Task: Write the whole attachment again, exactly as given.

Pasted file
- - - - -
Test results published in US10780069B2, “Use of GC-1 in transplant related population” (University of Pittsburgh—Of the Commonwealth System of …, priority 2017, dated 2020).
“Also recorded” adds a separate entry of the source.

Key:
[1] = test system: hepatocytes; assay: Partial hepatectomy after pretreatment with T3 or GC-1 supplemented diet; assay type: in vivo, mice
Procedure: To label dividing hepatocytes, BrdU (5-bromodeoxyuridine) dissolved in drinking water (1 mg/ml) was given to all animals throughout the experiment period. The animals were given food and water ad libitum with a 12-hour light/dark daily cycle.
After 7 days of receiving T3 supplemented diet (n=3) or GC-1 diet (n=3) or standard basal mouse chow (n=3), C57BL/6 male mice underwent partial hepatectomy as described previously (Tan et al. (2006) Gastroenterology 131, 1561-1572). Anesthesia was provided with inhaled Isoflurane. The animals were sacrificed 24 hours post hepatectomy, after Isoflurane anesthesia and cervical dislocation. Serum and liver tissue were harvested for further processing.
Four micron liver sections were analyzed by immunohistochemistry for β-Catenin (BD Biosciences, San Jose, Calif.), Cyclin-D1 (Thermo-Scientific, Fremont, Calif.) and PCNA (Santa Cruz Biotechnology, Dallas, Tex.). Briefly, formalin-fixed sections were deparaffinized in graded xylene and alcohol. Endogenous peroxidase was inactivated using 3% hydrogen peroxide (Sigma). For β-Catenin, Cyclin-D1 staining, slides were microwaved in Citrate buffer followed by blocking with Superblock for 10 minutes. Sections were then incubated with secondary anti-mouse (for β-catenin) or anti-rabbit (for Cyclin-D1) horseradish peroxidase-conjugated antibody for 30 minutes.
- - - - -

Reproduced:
Test results published in US10780069B2, “Use of GC-1 in transplant related population” (University of Pittsburgh—Of the Commonwealth System of …, priority 2017, dated 2020).
“Also recorded” adds a separate entry of the source.

Key:
[1] = test system: hepatocytes; assay: Partial hepatectomy after pretreatment with T3 or GC-1 supplemented diet; assay type: in vivo, mice
Procedure: To label dividing hepatocytes, BrdU (5-bromodeoxyuridine) dissolved in drinking water (1 mg/ml) was given to all animals throughout the experiment period. The animals were given food and water ad libitum with a 12-hour light/dark daily cycle.
After 7 days of receiving T3 supplemented diet (n=3) or GC-1 diet (n=3) or standard basal mouse chow (n=3), C57BL/6 male mice underwent partial hepatectomy as described previously (Tan et al. (2006) Gastroenterology 131, 1561-1572). Anesthesia was provided with inhaled Isoflurane. The animals were sacrificed 24 hours post hepatectomy, after Isoflurane anesthesia and cervical dislocation. Serum and liver tissue were harvested for further processing.
Four micron liver sections were analyzed by immunohistochemistry for β-Catenin (BD Biosciences, San Jose, Calif.), Cyclin-D1 (Thermo-Scientific, Fremont, Calif.) and PCNA (Santa Cruz Biotechnology, Dallas, Tex.). Briefly, formalin-fixed sections were deparaffinized in graded xylene and alcohol. Endogenous peroxidase was inactivated using 3% hydrogen peroxide (Sigma). For β-Catenin, Cyclin-D1 staining, slides were microwaved in Citrate buffer followed by blocking with Superblock for 10 minutes. Sections were then incubated with secondary anti-mouse (for β-catenin) or anti-rabbit (for Cyclin-D1) horseradish peroxidase-conjugated antibody for 30 minutes.